The rich and famous wield far more political influence than the average American. Take Donald Trump. The First Amendment guarantees him freedom of speech. So he cannot be stopped from putting his name in large letters at the tops of skyscrapers, using his fame to attract an audience and talk to them about politics, or making large donations to political advertising campaigns of his choosing. He raises his megaphone most frequently in presidential election cycles. In doing so, he gets the message of his choice out to millions of his fellow citizens.
In theory, the news media counterbalances the political speech of the rich and famous. During the earliest stages of presidential election cycles, political journalists could spend time reporting on political speech that the audience wouldn't otherwise come across due to the speaker's lack of fame or personal fortune. Readers could be exposed to ideas and people based on other factors, like their experience, the quality of their ideas, or the likelihood that they'll wield power. But at times the political press simply amplifies the advantages of wealth and notoriety.
Them that has, gets.
On Saturday, the Iowa Freedom Summit featured 24 speakers. Many wield significant political power. One of them is a publicity-hound billionaire and reality TV host who spent the last presidential election cycle feigning an electoral bid. But based on news coverage of the event, you'd think Donald Trump was the most consequential speaker and that his words deserved to be disseminated widely.
News organizations that reported on Trump's speech include The Christian Science Monitor, Politico, CBS News, The Blaze, The Dallas Morning News, The Independent, Business Insider, The Los Angeles Times, The Washington Times, USA Today, ABC News, The New York Daily News, Fox News, The Bangkok Post, The Hill, Breitbart News, Newsmax, Bloomberg (which also ran a followup article), The Des Moines Register, The Chicago Sun-Times, Gawker, and National Review Online.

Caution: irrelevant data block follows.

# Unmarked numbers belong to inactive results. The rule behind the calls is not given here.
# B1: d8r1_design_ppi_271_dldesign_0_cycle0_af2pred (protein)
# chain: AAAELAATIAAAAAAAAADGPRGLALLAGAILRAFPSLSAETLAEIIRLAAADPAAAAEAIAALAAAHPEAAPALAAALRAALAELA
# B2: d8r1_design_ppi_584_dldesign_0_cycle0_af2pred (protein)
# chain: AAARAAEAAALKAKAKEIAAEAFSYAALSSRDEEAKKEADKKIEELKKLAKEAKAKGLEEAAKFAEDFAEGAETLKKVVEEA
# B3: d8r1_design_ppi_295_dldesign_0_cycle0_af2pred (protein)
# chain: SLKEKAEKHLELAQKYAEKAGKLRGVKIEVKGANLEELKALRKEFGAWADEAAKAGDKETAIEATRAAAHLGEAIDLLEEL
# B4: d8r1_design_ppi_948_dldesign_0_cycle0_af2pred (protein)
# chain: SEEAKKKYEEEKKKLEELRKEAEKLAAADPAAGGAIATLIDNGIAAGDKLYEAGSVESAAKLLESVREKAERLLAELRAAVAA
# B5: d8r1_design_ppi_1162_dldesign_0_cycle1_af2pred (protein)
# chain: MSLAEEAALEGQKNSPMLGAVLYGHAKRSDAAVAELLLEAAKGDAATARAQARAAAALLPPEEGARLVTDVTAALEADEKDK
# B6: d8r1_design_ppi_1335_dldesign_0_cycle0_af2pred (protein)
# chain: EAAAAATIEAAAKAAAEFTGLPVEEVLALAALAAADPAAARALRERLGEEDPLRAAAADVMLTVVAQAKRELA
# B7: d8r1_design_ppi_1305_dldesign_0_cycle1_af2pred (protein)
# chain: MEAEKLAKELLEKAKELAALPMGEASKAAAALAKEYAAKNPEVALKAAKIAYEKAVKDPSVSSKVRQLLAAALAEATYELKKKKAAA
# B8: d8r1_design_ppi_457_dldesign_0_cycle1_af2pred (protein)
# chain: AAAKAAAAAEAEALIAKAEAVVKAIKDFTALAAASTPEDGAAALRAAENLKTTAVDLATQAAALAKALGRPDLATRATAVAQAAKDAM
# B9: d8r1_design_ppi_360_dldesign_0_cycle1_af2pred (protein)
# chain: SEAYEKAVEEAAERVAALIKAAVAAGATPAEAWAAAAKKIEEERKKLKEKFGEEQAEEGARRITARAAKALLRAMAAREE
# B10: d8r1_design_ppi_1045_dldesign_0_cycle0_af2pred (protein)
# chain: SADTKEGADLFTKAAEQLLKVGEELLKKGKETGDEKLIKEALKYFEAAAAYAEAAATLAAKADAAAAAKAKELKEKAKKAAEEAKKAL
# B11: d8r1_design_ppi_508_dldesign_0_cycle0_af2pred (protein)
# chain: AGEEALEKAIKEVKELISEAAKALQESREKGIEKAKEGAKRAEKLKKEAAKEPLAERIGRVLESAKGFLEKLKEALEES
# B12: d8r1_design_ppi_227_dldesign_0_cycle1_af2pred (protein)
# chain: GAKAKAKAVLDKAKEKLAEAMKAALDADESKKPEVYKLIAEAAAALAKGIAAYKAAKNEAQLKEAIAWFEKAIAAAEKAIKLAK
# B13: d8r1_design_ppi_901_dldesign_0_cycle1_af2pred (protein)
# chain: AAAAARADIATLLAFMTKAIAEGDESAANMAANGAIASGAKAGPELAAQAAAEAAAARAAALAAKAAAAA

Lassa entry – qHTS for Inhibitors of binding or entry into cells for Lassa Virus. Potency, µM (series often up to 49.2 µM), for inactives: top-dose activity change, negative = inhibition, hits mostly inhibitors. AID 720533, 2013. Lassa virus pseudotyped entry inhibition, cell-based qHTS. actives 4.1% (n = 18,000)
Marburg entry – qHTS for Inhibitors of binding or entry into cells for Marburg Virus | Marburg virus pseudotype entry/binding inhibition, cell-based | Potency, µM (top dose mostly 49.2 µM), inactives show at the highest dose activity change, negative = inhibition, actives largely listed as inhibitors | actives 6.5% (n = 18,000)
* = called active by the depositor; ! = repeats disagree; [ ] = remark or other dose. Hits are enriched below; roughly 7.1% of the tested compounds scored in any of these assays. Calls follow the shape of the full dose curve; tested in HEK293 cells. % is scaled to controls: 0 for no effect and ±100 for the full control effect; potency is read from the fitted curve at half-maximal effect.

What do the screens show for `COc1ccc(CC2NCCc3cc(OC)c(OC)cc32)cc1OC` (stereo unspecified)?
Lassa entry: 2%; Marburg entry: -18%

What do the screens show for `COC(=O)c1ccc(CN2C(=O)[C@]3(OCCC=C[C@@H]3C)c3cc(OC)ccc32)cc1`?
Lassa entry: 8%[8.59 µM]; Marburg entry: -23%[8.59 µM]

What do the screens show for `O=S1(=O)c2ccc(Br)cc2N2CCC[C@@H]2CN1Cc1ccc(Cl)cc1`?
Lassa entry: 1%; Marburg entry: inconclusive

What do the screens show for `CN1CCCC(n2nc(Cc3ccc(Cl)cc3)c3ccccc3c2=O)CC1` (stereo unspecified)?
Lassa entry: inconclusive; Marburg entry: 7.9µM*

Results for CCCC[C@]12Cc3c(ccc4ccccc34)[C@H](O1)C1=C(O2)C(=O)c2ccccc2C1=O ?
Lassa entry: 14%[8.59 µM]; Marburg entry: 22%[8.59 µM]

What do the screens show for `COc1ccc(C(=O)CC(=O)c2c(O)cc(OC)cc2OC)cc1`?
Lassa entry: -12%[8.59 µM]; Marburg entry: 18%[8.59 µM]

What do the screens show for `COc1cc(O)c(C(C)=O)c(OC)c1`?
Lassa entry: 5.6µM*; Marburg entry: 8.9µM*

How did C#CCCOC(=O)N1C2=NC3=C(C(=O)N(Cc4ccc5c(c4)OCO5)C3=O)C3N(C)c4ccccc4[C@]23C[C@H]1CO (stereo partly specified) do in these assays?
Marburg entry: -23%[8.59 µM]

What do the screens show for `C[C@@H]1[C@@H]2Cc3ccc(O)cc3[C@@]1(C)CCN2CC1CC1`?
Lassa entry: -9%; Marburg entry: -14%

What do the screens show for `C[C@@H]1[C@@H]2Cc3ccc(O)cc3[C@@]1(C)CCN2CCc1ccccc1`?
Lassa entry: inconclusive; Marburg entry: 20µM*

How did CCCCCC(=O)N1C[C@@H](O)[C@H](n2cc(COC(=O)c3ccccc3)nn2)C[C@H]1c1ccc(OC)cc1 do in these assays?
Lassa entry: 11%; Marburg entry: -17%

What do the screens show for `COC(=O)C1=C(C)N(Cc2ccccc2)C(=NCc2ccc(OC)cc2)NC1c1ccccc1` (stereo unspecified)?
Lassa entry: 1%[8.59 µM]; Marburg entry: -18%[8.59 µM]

The combined worth of those stories is zero.
There is no reason to think that this man will run for president; if he did, this speech would not much affect the campaign; the thoughts expressed are neither insightful nor interesting; there's no evidence that politicians criticized by Trump suffer from it or that politicians or policies that he supports benefit. So what gives? If dozens of writers and editors decided that reporting focused on Trump was the best use of their time, that would be a damning indictment of the political press. But one suspects that most of these writers and editors don't actually believe that their time was well spent, which suggests an even bigger problem.
Take the CBS News contribution to this towering display of madness. The byline belongs to Jake Miller, writing under the headline, "Teasing a 2016 bid, Donald Trump slams Mitt Romney, Jeb Bush." The article begins with a questionable claim: "Once again, billionaire businessman Donald Trump is flirting with a run at the White House." Isn't it more likely that he is once again pretending to flirt with a run in order to fuel his celebrity? What follows are 13 paragraphs that treat Trump's words seriously, and include the following credulous characterization: "Trump offered an ambitious preview of his prospective presidential agenda."
Only in paragraph 14 do we learn what the CBS News reporter really thinks of this spectacle: "Veteran political watchers have heard this all before from Trump," he observes, "and there's ample reason to be skeptical that he would actually dive into the chaos of the Republican nominating process. But several other potential candidates who are more likely to jump into the fray also spoke on Saturday."
There's only enough room left for heavily truncated quotes from two of them.
It's hard not to see, between the lines of the article, something like a coded message in a hostage's letter. Readers! I know that Donald Trump won't run for president, and that framing this article around his speech is indefensible as a matter of substance. But I'm not making the decisions here. Try not to think badly of me!
Let's spare future reporters this indignity.
If Trump takes the steps necessary to qualify on the ballot in even a single significant primary state, the political press should cover him as a candidate. His wealth and fame would perhaps allow him to affect an election as a spoiler. Barring that, there are so many people more worthy of political coverage than Trump that a blanket ban on stories about him would serve major news organizations better than the present approach, which I defy any of them to persuasively defend.